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When we’re thinking about cash, we have to think about the discounts that we might be offering, and how discounting affects profitability. Clearly, we want to try to take discounts if we get them. But what about discounts that we’re offering, sales or incentive discounts for people to either buy more, do different things with our products, or buy them at certain times? What about sales discounts? What is that doing to the cash and profitability of our business?
Discounts are one of the easiest way to sell. If I’m a salesperson, the easiest thing that I can do is lower the price of services. Remember the 4 P’s of marketing: price, product, place, and promotion. If we just sit there and take the decreased price, that’s a marketing effort, but sometimes it’s going to ruin your profitability. Let me show you how destructive it can actually be.
If we take a simple business and we’ve got revenue, COGS (cost of goods sold), gross profit, SG&A, and NOI (net operating income) and say revenue is 100. A typical manufacturing business that we’re talking about here – let’s say they’ve got 70 in their cost of goods sold, which means their gross profit is now 30. And in their SG&A, they’ve got roughly 20, which means their net operating income is now 10. Very simple manufacturing business.
But what if we offer a 5% discount to our customers because they’re buying in bulk? 5% sounds like it’s not a big deal. But let’s take a look. What’s our new cost of goods sold? It hasn’t changed. We’re still at the same cost of goods. So what’s our new gross profit, however? Now it’s only 25. What’s our SG&A? That hasn’t changed, that’s still at 20. We’re now at 5 in terms of profitability. That is a 50% decrease%. A 50% decrease simply because you offered a 5% discount. It’s incredibly important to understand, when you’re doing pricing, how to alleviate this issue.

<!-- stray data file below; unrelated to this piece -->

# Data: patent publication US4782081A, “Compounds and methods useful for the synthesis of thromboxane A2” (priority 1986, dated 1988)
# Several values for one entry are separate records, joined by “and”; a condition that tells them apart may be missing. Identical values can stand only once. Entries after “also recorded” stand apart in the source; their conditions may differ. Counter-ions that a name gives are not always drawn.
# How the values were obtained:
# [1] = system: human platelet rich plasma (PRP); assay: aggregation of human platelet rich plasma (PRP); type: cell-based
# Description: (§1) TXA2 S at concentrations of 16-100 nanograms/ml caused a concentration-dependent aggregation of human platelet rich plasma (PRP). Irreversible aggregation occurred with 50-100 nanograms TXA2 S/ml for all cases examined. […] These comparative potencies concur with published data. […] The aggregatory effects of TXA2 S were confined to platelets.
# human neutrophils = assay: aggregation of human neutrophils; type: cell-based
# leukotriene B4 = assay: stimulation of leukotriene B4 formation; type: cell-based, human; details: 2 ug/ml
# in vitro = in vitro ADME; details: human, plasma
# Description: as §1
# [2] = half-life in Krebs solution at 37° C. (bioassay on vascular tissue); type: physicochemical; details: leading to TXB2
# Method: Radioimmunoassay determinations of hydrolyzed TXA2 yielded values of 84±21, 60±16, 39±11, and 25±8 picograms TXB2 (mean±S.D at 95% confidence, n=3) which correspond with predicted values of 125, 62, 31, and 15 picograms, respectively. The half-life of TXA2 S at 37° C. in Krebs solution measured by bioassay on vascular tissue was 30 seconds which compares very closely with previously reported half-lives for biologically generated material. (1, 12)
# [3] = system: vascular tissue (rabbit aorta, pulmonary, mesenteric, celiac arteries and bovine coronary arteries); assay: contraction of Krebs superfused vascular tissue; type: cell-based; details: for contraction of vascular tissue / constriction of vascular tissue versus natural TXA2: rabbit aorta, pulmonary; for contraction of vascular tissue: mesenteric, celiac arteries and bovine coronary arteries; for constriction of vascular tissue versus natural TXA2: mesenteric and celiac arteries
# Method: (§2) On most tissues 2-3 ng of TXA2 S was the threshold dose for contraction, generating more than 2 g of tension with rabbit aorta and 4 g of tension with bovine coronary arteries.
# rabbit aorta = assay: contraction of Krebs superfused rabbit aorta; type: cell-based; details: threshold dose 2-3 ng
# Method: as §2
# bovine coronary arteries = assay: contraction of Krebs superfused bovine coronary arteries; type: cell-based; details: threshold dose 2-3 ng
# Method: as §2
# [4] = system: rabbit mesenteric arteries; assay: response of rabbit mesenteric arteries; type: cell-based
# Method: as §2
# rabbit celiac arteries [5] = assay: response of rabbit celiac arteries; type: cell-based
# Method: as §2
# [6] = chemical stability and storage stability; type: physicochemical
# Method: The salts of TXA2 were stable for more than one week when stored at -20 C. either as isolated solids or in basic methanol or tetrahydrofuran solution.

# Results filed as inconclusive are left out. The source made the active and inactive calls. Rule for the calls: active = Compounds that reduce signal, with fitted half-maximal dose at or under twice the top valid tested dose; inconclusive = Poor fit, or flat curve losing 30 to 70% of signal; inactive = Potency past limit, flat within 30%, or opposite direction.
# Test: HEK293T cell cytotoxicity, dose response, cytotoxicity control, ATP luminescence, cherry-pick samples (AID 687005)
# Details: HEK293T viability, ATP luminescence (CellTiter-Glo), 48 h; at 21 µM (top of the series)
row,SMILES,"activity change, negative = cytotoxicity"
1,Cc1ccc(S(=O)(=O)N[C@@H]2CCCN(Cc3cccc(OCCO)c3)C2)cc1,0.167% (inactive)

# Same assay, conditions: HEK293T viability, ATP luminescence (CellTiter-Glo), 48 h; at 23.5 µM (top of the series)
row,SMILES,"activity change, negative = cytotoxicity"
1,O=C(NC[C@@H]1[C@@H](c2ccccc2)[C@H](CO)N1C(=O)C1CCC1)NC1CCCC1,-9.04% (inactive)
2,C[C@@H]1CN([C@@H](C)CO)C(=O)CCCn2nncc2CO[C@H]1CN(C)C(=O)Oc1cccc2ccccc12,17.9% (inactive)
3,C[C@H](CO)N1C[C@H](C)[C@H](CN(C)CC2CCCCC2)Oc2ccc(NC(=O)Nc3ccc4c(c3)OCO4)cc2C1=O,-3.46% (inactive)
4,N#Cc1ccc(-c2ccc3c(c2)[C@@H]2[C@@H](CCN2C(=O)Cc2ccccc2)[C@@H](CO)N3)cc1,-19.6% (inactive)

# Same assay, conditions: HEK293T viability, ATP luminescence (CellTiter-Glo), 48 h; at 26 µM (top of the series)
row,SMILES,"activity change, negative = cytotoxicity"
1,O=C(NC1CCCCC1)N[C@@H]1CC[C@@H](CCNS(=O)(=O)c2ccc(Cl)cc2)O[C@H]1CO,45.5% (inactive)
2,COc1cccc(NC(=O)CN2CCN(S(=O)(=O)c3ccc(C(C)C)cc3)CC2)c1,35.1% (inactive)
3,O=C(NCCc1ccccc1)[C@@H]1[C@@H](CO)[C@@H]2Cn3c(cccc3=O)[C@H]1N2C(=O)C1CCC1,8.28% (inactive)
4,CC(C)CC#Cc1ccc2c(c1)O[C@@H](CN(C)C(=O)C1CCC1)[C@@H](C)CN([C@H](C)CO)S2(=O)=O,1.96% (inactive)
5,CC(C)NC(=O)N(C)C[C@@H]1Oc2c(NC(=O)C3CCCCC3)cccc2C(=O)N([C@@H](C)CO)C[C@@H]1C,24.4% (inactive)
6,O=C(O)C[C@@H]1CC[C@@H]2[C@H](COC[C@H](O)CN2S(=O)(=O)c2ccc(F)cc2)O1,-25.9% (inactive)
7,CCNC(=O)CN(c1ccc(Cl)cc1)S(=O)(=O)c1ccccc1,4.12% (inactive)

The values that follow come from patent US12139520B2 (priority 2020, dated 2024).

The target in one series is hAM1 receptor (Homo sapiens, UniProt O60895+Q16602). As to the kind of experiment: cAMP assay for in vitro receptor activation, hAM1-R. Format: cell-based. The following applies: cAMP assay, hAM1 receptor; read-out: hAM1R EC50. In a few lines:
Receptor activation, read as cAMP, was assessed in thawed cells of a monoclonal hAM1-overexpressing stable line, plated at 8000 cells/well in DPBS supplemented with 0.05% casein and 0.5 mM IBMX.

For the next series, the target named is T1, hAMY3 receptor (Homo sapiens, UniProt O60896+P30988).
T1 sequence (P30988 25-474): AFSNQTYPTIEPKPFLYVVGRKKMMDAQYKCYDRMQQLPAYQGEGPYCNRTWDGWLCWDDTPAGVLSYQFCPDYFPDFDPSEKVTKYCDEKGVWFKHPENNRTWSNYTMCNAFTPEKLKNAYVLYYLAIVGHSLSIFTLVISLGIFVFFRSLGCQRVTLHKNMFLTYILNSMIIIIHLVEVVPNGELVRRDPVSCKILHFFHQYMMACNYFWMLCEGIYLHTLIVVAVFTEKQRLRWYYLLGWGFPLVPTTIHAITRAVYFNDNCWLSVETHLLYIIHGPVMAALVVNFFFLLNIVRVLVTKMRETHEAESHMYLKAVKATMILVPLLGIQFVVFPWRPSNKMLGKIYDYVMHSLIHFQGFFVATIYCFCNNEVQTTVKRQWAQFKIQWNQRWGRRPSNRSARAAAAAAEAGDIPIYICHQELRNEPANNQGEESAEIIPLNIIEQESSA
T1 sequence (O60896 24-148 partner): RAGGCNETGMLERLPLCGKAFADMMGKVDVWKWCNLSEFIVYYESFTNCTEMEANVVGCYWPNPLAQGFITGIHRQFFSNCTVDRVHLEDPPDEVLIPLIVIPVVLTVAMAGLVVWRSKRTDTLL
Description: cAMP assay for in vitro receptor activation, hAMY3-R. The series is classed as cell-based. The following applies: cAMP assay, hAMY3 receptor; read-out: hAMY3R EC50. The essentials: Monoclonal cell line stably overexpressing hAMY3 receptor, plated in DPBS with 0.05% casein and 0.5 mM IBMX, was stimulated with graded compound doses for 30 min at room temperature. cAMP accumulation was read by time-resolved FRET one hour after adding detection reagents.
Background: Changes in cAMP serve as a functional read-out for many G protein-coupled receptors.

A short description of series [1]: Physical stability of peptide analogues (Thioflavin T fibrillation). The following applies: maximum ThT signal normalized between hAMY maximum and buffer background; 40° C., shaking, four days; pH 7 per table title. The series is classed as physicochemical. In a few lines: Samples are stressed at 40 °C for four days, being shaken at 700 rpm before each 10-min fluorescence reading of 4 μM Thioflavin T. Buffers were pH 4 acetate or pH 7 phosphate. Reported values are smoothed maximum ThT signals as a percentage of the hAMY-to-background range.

A lot of industries out there have to take discounts. We have to take things like credit cards, because credit cards are going to do the same thing. Maybe it’s not 5%, maybe it’s 2.5%, but it still has a destructive impact on the bottom line. How do we adjust for that? Well, we have to understand that this is part of our business model, and instead maybe we take our price from 100 to 106. Now, we give our sales people the opportunity to offer up to a 5% discount. They’re not always going to do it, but when they do, we’re still at the same levels. The difference is, now we’re plus 10% in our profitability.
Now it’s not simply that easy, but you’re always going to be thinking about playing this game and as long as you know the numbers, you’re going to be able to price and discount effectively without running yourself out of business.
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